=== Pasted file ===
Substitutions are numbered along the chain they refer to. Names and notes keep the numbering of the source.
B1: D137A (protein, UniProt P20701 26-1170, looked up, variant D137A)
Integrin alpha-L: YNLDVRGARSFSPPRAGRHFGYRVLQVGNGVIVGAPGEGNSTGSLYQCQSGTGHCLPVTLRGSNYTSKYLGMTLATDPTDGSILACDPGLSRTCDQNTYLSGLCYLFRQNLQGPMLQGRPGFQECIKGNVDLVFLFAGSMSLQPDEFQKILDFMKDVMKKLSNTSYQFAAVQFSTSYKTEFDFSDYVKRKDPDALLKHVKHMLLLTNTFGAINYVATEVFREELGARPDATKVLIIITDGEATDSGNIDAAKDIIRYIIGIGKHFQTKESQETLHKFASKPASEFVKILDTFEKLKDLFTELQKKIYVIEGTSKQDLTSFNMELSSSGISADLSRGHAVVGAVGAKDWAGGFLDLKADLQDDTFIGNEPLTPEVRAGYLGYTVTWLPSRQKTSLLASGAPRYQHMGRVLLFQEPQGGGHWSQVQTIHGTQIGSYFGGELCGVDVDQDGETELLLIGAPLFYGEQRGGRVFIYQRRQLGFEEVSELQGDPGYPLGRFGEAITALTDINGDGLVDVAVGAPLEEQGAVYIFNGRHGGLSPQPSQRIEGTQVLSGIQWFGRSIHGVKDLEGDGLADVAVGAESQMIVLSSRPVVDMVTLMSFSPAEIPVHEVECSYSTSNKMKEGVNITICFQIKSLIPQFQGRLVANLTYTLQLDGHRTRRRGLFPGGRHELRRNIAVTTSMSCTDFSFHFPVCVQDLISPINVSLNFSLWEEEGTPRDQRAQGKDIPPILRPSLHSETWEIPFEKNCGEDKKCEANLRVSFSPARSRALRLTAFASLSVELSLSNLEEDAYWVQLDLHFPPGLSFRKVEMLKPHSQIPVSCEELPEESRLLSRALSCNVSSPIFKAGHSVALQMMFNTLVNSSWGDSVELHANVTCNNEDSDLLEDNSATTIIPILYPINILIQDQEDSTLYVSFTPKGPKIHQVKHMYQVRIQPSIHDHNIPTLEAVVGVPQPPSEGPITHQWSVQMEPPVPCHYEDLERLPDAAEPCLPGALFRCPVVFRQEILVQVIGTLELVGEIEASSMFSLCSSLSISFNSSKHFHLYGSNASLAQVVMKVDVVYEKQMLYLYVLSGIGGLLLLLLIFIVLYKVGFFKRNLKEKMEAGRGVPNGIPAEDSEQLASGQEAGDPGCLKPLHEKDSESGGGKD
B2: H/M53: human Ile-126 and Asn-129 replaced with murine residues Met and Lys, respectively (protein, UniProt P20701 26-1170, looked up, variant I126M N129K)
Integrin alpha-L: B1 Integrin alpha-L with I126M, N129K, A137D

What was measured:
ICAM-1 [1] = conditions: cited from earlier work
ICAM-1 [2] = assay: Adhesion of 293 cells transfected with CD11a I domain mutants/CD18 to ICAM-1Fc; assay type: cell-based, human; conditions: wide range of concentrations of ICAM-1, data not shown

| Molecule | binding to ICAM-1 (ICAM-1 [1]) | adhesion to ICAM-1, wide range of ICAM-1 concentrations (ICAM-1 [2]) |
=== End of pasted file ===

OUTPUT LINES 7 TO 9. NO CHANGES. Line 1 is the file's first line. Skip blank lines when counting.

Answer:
ICAM-1 [1] = conditions: cited from earlier work
ICAM-1 [2] = assay: Adhesion of 293 cells transfected with CD11a I domain mutants/CD18 to ICAM-1Fc; assay type: cell-based, human; conditions: wide range of concentrations of ICAM-1, data not shown

| Molecule | binding to ICAM-1 (ICAM-1 [1]) | adhesion to ICAM-1, wide range of ICAM-1 concentrations (ICAM-1 [2]) |